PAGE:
No one could possibly dispute the versatility of the spud. Whether occupying its resident spot in the meat-and-two-veg setting, operating in a soup or curry, appearing as chips, gratin, roasties or in any number of other incarnations. It can absorb and complement the flavours around it and round out that serving of dinner. However, there’s one thing, above all else, that lets the potato shine in its own right, one thing that was made to go with potatoes, to bring out its essential spudness, and that, my friends, is butter. (I can also say, without the remotest trace of bias, that, as Chef E observed lately, Ireland’s own Kerrygold really is a particularly good example of butter at its best.)
Think about it. Potatoes mashed with butter, baby new potatoes, steamed and dripping with melting butter, baked jacket potatoes moistened with butter, potatoes sliced and fried in butter. Other than a dash of salt, you don’t really need to invite anyone else to the spud-and-butter party.
So, you can imagine that I read the following recipe for “Crusty Potatoes Anna” with interest. It comes from What Einstein Told His Cook by Robert L. Wolke, a very readable guide to kitchen science, and which I first came across on The Hungry Engineer. The recipe involves only spuds, butter, salt and pepper, but….
You start with something like this:
…and end up with something like this:
Need I say more? Well maybe just a few words. The recipe involves (and was designed to demonstrate the use of) clarified butter. Clarified butter is essentially butter minus the milk solids, pure butter fat in other words. The significance of using clarified butter here is that it has a higher smoke point than regular butter (and it’s easy to clarify – if you haven’t had occasion to do this before, see the notes at the end of the post). So you can have these babies baking and developing their crusty base in a very hot oven without the smokiness that might otherwise ensue. Now that’s what I’d call a result.
Crusty Potatoes Anna
- 4 medium potatoes, around 800g or so – the original recipe recommends Yukon Golds but use any nice baking potato
- 2-4 tblsps clarified butter, melted
- Coarse salt and freshly ground black pepper
You’ll also need:
- A heavy, preferably cast-iron, pan, around 24cm diameter, that has a lid and can be used both on the stove-top and in the oven
- A plate or serving dish that is wider than the pan.
- Preheat the oven to 230C
- Wash the potatoes and pat dry. If you like, you can peel the potatoes for this dish or just leave the skins on (which I prefer). Cut the potatoes into slices, about 1/8 of an inch thick.
- Butter the pan generously with some of the melted clarified butter.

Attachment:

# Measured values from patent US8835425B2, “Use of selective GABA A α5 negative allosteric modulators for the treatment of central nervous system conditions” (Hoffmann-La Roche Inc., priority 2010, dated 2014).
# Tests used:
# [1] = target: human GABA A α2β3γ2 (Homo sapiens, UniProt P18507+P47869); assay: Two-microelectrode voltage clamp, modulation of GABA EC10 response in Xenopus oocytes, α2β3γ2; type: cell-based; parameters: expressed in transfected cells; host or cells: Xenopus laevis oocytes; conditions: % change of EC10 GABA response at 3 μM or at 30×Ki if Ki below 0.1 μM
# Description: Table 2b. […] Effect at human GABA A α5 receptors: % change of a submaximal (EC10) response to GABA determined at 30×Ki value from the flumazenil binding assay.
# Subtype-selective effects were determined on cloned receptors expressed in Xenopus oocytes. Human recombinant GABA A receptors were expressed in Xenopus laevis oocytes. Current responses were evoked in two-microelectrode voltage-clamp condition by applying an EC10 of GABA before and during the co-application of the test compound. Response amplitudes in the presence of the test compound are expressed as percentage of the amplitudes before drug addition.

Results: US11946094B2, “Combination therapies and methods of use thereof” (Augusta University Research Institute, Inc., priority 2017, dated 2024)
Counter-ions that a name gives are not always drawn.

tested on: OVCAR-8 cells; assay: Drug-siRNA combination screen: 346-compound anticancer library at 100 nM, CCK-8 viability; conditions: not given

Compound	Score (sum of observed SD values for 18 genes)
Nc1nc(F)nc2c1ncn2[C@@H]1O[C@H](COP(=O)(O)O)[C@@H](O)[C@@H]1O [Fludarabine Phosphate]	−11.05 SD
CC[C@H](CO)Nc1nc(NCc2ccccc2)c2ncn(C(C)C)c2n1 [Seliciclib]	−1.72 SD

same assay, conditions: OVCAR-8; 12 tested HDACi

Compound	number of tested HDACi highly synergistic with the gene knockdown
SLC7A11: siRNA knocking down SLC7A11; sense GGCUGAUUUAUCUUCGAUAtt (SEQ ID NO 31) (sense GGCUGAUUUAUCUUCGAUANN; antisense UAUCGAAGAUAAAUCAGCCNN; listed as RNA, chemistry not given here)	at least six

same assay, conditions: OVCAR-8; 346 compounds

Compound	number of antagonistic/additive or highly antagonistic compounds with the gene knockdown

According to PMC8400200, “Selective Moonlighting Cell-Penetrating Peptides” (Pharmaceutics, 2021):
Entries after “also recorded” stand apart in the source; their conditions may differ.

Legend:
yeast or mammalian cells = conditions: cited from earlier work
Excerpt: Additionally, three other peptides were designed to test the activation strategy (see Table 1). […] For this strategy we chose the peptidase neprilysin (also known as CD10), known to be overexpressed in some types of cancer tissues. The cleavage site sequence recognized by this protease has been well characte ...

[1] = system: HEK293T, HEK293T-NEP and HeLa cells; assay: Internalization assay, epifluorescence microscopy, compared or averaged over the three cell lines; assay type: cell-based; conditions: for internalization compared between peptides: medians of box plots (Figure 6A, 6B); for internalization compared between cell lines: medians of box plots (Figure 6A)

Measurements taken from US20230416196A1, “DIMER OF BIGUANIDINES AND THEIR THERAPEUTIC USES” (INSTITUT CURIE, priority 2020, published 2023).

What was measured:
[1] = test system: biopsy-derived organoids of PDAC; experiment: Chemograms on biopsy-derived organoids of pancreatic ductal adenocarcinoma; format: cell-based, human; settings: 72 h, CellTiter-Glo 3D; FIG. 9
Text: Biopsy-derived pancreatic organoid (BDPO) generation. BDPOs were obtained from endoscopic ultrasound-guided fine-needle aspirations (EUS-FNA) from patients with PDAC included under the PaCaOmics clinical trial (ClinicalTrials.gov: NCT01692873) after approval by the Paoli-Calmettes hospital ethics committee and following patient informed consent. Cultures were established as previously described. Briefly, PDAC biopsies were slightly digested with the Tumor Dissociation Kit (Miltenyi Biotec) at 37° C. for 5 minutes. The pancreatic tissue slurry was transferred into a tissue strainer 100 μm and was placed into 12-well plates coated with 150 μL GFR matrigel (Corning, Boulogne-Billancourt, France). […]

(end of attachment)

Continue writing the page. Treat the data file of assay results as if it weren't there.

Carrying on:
- Arrange a single layer of potato slices on the base of the pan in a circular or spiral pattern, starting at the middle of the pan and working outward with overlapping slices.
- Brush this layer with more clarified butter and sprinkle with some salt and pepper.
- Continue building layers, buttering and seasoning each layer as above.
- When you have used up all of the slices, brush the final layer with any remaining butter.
- On the stovetop, bring the potatoes to a sizzle over a medium-high heat. Cover with a lid and place in the oven to bake for about 25 minutes. Then remove the lid and bake for about 5 minutes more, or until the potatoes are tender when tested with a fork or toothpick. The base, meanwhile, should have a light crust, visible if you lift it up with a knife or fork. If not, bake for a few minutes more.
- Once done, give the pan a good shake to loosen any bits that may be stuck to the bottom. You may need to slide a metal spatula or fish slice underneath to help with loosening. Then, cover the pan with the serving plate, hold the plate in place and invert the pan, so that the potatoes come out crusty side up.
- Serve with anything that can use a good side of spuds. I had some with a fried egg. You could add a steak or chop to that, if you were that way inclined.
- This makes about 4 good-sized portions
- Well now, if you were to replace those sprinklings of coarse salt on each layer with generous dustings of finely grated parmesan, that would be just lovely.
- Butter, however much you want to clarify; 100g of regular butter should yield around 75g of the clarified stuff
- Melt the butter slowly over a very low heat, taking care that it does not scorch.
- Once left to settle, the melted butter will separate into 3 layers: a froth or foam on top, the liquid butter fat in the middle and the watery milk solids at the bottom. There are a few different ways of extracting that middle layer:
- Skim off any foam and then carefully spoon off the liquid butter, or…
- Pour the melted butter into a gravy separator. Let it settle, then skim off any foam and pour off the watery mixture from the bottom, or…
- Refrigerate the melted butter and allow it to solidify, after which you can scrape any solidified foam from the top and lift the butter fat away from the bottom layer of milk solids.